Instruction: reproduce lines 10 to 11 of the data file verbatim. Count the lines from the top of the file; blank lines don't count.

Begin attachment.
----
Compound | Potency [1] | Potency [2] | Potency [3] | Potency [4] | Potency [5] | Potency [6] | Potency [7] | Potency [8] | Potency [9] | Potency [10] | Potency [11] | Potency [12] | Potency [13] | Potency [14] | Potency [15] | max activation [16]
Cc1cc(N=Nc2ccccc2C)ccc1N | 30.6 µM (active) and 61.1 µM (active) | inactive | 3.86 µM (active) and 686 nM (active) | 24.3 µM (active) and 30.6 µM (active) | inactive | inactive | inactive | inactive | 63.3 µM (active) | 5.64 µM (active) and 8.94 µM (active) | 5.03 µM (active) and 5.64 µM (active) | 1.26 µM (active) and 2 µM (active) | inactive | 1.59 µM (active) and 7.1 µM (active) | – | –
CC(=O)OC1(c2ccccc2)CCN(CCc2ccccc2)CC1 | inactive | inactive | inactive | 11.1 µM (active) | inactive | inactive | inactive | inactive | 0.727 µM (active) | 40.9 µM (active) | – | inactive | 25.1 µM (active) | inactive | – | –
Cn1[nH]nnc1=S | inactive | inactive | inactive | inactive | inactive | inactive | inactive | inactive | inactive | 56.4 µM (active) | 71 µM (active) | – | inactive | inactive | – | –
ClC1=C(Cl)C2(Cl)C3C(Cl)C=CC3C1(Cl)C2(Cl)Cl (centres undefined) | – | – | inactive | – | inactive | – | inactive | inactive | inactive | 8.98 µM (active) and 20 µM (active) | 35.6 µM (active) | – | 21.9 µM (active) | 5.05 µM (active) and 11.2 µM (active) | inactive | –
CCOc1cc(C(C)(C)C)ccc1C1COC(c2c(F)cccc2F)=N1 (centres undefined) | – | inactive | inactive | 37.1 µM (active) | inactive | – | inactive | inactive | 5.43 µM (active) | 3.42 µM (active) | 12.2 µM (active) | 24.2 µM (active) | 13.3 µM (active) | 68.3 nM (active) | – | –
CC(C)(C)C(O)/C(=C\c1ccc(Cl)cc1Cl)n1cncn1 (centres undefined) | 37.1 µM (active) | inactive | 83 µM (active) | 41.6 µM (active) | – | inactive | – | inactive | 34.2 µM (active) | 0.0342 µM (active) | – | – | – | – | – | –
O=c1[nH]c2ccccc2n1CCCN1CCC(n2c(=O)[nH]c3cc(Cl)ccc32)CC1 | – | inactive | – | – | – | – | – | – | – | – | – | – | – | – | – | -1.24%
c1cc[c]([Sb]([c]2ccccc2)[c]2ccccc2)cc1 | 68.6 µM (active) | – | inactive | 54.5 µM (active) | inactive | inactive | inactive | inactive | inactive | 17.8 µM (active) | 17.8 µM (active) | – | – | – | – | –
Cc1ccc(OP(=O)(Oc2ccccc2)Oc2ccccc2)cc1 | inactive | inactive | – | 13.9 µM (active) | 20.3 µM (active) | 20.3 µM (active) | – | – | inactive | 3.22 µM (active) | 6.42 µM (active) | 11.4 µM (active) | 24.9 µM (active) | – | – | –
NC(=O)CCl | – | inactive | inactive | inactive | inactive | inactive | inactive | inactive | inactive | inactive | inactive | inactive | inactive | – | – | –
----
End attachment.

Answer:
Cc1ccc(OP(=O)(Oc2ccccc2)Oc2ccccc2)cc1 | inactive | inactive | – | 13.9 µM (active) | 20.3 µM (active) | 20.3 µM (active) | – | – | inactive | 3.22 µM (active) | 6.42 µM (active) | 11.4 µM (active) | 24.9 µM (active) | – | – | –
NC(=O)CCl | – | inactive | inactive | inactive | inactive | inactive | inactive | inactive | inactive | inactive | inactive | inactive | inactive | – | – | –